Add perceived value.
There were two candy stores across the street from an elementary school. When a child ordered a quarter pound of candy from the first store, the employee filled the bag, then poured candy out of the bag until the weight was down to a quarter pound.
At the second store the employees were instructed to put a little candy into the bag, then add more until the desired weight was reached.
Even though each store offered the same candy at the same price, the second candy store thrived. The first store failed simply because its young customers thought they received more candy (greater perceived value) from the second store – the one that added candy to the bag, rather than taking it away.
This analogy applies well to our lives. I contend that we do not respond to “value.” Rather, we respond to “perceived value.” You might buy a dress for $50.00 when it is marked down from $100.00 because it sounds like a good perceived value – fifty percent off the original price. This is exactly what the seller intended. But suppose the next day you find the same dress in a different store at the full, not marked down price of $42.00? Which is the greater “perceived value” now?
“Perceived value,” not merely “value,” is our actual hot button.
When I was a kid, my mom sometimes answered the doorbell to our home to find a vacuum cleaner salesman who walked right in and dumped a sack of dirt on our living room carpet. He then demonstrated that our old vacuum cleaner couldn’t pick it up, but the new handy-dandy vacuum cleaner he wanted to sell us could easily do the job. Mom never bought a new vacuum cleaner, but I did develop a dislike for both salesmen and salesmanship. To my young mind sales meant that you knocked on a hundred doors a day trying to sell a mom something she didn’t want, and you were rejected a lot. I knew that whatever I did later in my life I would never become a salesman.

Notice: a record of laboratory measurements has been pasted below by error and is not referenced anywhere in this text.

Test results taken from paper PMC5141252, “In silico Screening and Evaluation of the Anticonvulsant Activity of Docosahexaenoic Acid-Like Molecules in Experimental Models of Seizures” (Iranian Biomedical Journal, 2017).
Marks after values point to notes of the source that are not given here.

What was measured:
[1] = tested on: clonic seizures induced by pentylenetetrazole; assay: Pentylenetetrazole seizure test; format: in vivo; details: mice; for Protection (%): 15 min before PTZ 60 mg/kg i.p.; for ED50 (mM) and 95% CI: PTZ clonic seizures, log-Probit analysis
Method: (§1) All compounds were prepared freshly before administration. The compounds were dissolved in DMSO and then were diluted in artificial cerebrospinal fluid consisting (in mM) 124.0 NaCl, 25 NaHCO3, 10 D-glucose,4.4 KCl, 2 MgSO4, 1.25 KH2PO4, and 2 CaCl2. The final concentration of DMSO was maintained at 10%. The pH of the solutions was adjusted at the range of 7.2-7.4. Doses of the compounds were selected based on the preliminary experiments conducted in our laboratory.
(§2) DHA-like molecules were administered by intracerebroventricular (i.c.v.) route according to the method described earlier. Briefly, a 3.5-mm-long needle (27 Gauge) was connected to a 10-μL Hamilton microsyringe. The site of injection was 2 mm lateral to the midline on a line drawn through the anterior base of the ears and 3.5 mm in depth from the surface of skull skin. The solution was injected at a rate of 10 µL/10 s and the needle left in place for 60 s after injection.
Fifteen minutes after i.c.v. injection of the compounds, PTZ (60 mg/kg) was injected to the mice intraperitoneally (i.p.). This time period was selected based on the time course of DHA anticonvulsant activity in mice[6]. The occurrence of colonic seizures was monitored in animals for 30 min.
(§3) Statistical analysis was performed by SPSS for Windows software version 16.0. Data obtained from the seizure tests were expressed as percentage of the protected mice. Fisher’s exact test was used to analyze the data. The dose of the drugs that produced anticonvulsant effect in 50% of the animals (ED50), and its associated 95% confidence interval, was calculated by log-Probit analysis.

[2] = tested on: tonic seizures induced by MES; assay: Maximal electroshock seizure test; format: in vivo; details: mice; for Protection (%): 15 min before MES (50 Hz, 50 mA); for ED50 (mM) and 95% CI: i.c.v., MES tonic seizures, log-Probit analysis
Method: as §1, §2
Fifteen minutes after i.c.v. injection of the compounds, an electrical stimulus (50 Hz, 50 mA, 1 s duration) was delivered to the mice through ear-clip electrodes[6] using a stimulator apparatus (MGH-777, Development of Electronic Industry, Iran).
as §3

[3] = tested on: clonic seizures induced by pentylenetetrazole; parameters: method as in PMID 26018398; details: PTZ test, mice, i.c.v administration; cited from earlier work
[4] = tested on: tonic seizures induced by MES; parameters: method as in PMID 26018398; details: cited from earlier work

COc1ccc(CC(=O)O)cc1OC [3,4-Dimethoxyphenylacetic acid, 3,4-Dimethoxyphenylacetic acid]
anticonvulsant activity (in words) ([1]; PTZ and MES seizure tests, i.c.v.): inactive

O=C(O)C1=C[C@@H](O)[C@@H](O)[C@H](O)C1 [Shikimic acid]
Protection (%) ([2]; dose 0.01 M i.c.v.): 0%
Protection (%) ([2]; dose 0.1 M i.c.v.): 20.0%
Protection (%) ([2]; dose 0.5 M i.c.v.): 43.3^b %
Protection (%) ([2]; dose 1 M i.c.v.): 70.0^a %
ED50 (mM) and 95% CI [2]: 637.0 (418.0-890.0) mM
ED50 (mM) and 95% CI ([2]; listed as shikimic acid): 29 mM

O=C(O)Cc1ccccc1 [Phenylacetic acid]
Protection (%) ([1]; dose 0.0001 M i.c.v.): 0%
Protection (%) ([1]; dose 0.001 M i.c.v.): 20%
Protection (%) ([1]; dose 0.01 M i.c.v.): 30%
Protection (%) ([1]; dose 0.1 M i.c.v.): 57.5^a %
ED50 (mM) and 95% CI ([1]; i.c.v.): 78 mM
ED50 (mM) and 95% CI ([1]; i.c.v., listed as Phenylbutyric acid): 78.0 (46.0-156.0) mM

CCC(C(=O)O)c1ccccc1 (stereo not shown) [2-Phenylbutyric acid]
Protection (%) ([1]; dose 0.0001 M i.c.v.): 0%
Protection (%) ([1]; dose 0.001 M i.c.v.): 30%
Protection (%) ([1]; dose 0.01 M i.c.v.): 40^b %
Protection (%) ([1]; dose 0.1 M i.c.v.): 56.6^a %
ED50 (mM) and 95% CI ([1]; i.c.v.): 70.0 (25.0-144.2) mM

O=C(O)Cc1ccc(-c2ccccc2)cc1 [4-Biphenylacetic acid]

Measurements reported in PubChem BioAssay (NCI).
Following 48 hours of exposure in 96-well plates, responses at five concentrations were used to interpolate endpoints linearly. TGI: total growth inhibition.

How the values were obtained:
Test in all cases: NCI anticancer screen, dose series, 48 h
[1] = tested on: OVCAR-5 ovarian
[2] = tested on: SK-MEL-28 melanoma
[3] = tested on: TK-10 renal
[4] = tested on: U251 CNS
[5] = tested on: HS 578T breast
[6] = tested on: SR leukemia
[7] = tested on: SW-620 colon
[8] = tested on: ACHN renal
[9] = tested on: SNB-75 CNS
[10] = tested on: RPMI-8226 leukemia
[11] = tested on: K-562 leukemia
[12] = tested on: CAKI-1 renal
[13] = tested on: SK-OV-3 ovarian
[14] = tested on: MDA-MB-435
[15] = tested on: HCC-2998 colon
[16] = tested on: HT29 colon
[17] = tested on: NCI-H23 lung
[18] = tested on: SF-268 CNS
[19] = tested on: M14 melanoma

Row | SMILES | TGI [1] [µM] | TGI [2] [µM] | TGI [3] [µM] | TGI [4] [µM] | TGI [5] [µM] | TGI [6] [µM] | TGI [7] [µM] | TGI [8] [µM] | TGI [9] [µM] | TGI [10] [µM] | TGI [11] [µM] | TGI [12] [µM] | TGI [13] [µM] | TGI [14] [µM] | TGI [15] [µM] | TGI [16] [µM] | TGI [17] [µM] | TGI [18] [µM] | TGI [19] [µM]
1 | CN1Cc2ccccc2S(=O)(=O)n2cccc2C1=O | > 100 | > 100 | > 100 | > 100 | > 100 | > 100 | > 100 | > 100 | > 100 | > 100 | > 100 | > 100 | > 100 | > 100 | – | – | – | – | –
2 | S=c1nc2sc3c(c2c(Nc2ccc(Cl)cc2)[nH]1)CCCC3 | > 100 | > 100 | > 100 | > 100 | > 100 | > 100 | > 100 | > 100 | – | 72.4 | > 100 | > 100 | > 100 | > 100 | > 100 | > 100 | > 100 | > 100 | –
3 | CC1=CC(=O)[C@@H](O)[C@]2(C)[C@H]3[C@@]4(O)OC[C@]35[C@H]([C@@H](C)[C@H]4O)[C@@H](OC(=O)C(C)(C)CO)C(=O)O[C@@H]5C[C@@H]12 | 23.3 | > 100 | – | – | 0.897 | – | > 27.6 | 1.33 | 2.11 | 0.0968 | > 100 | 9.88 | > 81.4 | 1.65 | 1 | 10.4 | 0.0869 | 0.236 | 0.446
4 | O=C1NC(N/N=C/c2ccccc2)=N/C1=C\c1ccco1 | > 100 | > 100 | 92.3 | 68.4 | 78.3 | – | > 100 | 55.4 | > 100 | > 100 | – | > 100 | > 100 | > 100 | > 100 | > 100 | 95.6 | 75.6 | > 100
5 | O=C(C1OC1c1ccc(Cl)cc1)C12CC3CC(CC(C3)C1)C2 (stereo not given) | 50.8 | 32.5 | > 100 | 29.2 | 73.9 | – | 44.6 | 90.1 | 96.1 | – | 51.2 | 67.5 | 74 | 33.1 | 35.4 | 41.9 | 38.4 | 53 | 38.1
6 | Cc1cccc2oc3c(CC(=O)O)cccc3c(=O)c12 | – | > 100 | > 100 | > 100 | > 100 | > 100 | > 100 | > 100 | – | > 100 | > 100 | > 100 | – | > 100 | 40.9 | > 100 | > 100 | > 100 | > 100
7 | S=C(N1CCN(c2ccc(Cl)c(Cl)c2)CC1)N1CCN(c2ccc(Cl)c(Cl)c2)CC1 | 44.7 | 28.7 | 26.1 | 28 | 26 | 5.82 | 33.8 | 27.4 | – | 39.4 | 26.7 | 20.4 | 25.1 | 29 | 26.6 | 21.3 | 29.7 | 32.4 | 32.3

But I was wrong. We are all salespersons, all of the time. We have to sell ourselves every single day – at work, at lunch with a friend, and even, sometimes, to our family.
In your work, I suggest you find your niche. Do something you enjoy, and learn to be good at it. Then, to really succeed, bring perceived value to your customers, your co-workers, and your boss. Give them the perceived value they want, consistent with your own values.
And with your friends and family the same rule applies. Never take them for granted, and always aim to listen carefully and to be helpful. Listening carefully and being helpful are the two perceived values that each of us can bring to everyone who makes a difference in our lives.
And if you perceive value in this blog, please pass it along to others.
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